Hitler was keenly aware of this scenario as well and hoped that no Soviet-Nazi War would occur by miscalculation over the invasion of Poland that he felt compelled to order after Warsaw was emboldened by London into rejecting his “Danzig Corridor” demands. He therefore dispatched his Foreign Minister to Moscow to reach a secret agreement for dividing CEE between them in order to avert war for now and buy time to prepare for invading the USSR at a later date when he was fully ready.

In the interim, he sincerely thought that the British would ally with the Nazis or at least not stand in the way of their plans, which he wrote about in his detailed foreign policy manifesto that was unpublished during his life and posthumously released under the title “Hitler’s Second Book”. He was also an open and unabashed Anglophile who deeply respected the UK, and it was his dream to partner with it in some respect. In fact, all of his plans hinged on them not meaningfully intervening to stop him.

With these false expectations in mind, Hitler swiftly moved to defuse the seemingly intractable Soviet-Nazi security dilemma in the run-up to his invasion of Poland, which Stalin agreed to for the shared purpose of averting war for now and fully preparing for the inevitable one at a later time. The CEE states were treated as pawns in their “Great Power Chessboard” per the diplomatic traditions of the time, with the next two years characterized by each trying to gain an edge over the other via those countries.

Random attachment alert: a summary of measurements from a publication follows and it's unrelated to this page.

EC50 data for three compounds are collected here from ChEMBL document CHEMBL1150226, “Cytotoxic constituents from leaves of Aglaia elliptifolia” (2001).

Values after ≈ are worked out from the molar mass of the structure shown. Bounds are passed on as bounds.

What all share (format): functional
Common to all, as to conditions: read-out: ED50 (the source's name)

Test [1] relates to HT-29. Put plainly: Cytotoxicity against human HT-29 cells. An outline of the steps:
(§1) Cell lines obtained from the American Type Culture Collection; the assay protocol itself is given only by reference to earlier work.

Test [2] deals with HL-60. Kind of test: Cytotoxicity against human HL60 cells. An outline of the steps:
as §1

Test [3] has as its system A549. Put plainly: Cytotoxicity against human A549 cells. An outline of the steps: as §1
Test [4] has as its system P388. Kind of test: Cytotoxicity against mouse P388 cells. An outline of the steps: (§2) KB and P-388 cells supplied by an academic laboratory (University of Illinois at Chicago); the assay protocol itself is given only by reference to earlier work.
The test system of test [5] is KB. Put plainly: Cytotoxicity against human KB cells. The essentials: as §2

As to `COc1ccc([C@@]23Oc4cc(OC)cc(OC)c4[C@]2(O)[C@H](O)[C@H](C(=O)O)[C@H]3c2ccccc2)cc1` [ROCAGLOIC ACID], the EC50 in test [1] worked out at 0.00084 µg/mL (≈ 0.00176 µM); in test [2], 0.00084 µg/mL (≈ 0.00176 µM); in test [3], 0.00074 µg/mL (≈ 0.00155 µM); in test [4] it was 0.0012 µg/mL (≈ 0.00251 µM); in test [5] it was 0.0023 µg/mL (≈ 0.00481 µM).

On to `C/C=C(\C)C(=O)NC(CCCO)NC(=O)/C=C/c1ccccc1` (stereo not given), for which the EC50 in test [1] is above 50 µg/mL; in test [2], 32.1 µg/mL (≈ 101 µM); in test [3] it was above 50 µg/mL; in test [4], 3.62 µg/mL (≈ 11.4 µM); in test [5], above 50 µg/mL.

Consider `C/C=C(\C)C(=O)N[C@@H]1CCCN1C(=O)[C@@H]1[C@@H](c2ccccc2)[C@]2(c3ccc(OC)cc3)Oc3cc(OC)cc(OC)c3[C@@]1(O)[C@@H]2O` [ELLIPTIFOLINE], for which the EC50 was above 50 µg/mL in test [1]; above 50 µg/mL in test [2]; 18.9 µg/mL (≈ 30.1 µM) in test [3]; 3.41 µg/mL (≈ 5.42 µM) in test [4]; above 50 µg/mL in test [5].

This outcome was coldly pragmatic despite whatever misgivings some observers, especially those in the CEE states that were divided into Soviet and Nazi spheres of influence, might have about its morality. Hitler was going to invade Poland after the UK convinced that country with false security guarantees not to appease him, which drastically raised the risk of a Soviet-Nazi War by miscalculation before either were ready due to their seemingly intractable security dilemma up until that point.

Stalin wasn’t prepared to fight Hitler at the time after having just purged his armed forces, nor did he want to risk losing and have the British divide-and-rule the continent, including the USSR if it was “Balkanized” as a result via the “Prometheist” policy that was pursued by interwar Poland. At the very least, a defeated Soviet Union would have lost its half of partitioned Belarus and Ukraine, with the real possibility of other non-ethnic-Russian regions being taken from it too depending on how badly it lost.

By accepting Hitler’s olive branch, which both knew was offered for coldly pragmatic reasons aimed at delaying the inevitable Soviet-Nazi War until both were fully prepared to fight it (and hoping that the British could be tamed or swayed to their side in the interim), Stalin put the USSR’s interests first. It wasn’t just a perfect example of the Neo-Realist school of International Relations thought in action, but was Hyper-Realist since both explicitly declared their interests and negotiated how best to respect them.

While Stalin subsequently succeeded in rebuilding his armed forces, establishing enough of a buffer zone to insulate the Soviet core from the first phase of the Nazis’ blitzkrieg, and swaying the British to his side, Hitler failed to blitz through those buffers and couldn’t convince the UK to stay out of the fray. Furthermore, Stalin entrenched and expanded his sphere of influence after the war with the exception of Finland, while Germany lost a whopping one-quarter of its pre-World War II territory.

The takeaway is that the MRP was much more beneficial for the Soviet Union than for the Nazis, but it nevertheless served both of their immediate interests by defusing their seemingly intractable security dilemma up until that point and delaying the inevitable Soviet-Nazi War by about two years. Whatever one may think about its lack of morality, it was coldly pragmatic and wasn’t responsible for sparking World War II, just for temporarily putting off what proved to be its most deadly phase in Europe.